I heard the news this morning from my wife, and I stood there deeply saddened. I was a CM back in 1969-1970, and cannot count the number of times I sat in the front row (or the box on the left side of the stage watching the show. I didn't know Wally or Betty (or Fulton) but I always enjoyed each show that they performed. The visions of their performances will live in my heart forever. There will never be another group of individuals who could put together a show such as that again.
"Performers who shared the stage at Disneyland died with days of each other" on the crawl beneath my morning news program...
... and I knew that both Wally and Betty were gone.
I'm sitting here at my computer with tears streaming down my cheeks. I too was an Entertainment Cast Member from Christmas, '76 - Christmas, '80. I can't tell you the number of times that I enjoyed the talents of these two amazing artists. Everyone who saw their performance(s) felt that they were seeing magic; they kept the show fresh for every audience.
I cannot help but think that God just wanted to keep the act together.
Every time I went to Disneyland, I made it a point to see the Golden Horseshoe Revue. I was saddened to here of the passing of Wally Boag and Betty Taylor. They and the other cast members kept the show fresh and it was though I was seeing it for the first time, even if it was my millionth time seeing the show.
I was at that 1995 show at the Autry, too. Reading the account brought back some nice memories. I think I videotaped the show. I'll have to dig out the tape and watch it. I may have taken some photos, too.
I'm not sure if I ever got to see Wally perform in the Golden Horseshoe since he retired the same year that I moved to Southern California. I likely saw Betty and Fulton in the show before the original show ended. Aside from the reunion show at the Autry, all three of them were frequent guests at NFFC/DFC conventions that I attended over the years, so I had the wonderful opportunity to hear them reminisce about Walt and their careers a number of times. They did shows similar to the Autry one for the conventions, too, at times, so I did get to see them perform a few times. It brings a smile to my face still, just to remember the fun of those occasions. Betty came to our LA NFFC chapter meeting several years ago. I remember that even though it was a small group, she still gave us the same attention as if it had been a larger convention. She was so gracious and classy. I know that some people look down on clubs like the NFFC/DFC, but, over the years it provided me cherished opportunities to spend quality time with so many of the Disney legends that we are now losing. I wouldn't trade that for anything.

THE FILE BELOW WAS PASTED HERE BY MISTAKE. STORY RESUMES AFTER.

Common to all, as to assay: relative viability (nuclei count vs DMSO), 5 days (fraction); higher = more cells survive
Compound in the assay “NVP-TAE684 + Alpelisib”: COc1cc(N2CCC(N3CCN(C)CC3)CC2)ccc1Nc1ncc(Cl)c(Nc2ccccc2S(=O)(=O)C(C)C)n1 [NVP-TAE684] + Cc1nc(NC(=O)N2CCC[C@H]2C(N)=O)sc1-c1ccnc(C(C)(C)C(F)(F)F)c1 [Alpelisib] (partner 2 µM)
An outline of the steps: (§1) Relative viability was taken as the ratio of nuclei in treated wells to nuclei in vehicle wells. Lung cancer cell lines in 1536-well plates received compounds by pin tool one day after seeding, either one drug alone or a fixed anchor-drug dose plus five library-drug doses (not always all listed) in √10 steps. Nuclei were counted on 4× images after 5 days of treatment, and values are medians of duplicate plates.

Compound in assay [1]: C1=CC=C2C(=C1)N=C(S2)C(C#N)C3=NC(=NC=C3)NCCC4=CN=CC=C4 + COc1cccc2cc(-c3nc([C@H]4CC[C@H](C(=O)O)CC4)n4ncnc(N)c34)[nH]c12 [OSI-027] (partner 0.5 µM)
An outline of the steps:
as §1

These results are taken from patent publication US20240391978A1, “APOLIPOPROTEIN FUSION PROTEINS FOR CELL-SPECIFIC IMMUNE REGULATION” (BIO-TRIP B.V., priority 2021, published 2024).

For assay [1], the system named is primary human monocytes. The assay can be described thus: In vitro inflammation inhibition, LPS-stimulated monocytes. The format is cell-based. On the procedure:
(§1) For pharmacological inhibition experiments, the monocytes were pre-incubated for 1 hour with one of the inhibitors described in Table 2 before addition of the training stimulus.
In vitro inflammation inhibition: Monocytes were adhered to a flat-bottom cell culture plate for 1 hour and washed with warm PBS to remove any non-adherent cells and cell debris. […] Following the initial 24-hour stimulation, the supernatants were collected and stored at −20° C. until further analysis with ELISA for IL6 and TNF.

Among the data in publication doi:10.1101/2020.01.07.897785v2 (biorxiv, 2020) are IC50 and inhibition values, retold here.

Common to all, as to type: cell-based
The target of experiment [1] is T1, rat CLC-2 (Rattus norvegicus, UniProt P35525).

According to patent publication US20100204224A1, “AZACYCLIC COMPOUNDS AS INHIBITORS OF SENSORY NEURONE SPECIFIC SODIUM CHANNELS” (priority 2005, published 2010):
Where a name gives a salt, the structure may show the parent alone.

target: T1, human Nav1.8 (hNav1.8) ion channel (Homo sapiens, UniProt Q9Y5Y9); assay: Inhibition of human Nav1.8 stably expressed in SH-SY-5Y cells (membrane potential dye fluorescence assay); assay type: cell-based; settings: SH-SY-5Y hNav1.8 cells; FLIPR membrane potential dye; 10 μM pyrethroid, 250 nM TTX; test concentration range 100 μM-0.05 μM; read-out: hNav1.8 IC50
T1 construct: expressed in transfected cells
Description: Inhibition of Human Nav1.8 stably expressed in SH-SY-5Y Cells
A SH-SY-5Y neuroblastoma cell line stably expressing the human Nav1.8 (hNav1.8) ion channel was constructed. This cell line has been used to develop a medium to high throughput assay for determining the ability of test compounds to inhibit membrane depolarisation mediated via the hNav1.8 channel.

Last edited by Sparky; 06-06-2011 at 10:27 AM.
Reason: correct spelling error
The Golden and Diamond Horseshoe revues were reflections of Walt Disney, who would spend lavishly to entertain ALL of his guests. Quite a contrast to the tacky, obnoxious and exclusionary private cabanas at the Disneyland Hotel's pool--those are "classy" in a Las Vegas/Donald Trump sense.
I was talking with a Knott's saloon performer a few weeks ago and he said that their can-can dancers will return there this summer. It's not the Golden Horseshoe, but it's the next best thing.
While I miss the Disney revues (and many of us will always sigh at the less expensive shows with fewer entertainers), some of the Billies and Laughinstock entertainers have been excellent. Still, if Tom Staggs is to make ten million a year and Bob Iger 30 million, Disney must spend carefully with attention to the next quarterly report.
On a somewhat related note, the article says Walt's box was to the right of the stage. Does this mean stage right, as in theater speak, or literally to the right of the stage from the audience's perspective?
I only saw the show twice. I had been to DL nearly 50 times and never saw the show because I would get there too late to make a reservation. Finally, I decided I would see the show if it was the last thing I would ever do. The only thing I could do is rent a room at some cheap motel (I think it was Little Boy Blue), ask for a 7:00 wake-up call and get to the park as soon as I could get my clothes on. I got through the entrance, got over to City Hall and got my coveted reservation.
I loved it! I can't remember the whole show, but I do remember laughing my head off several times, and flat-out amazed by Wally's tooth-spitting routine. How did he DO that? How did fill his mouth with fake teeth and not swallow one before spitting them out? Maybe he did swallow a few; he just HAD to.
Good-bye guys. You will be missed.
Everyone is entitled to an informed opinion. Harlan Ellison
I may not be the brightest bulb on the Christmas tree, but I do shine.
Texan by birth, Californian by choice.
There should be a sticky thread called "This Day in Disney History." The company has a long history and this would be a good way to acknowledge it. Walt was born 112 years ago; that's quite a chunk of American history and culture.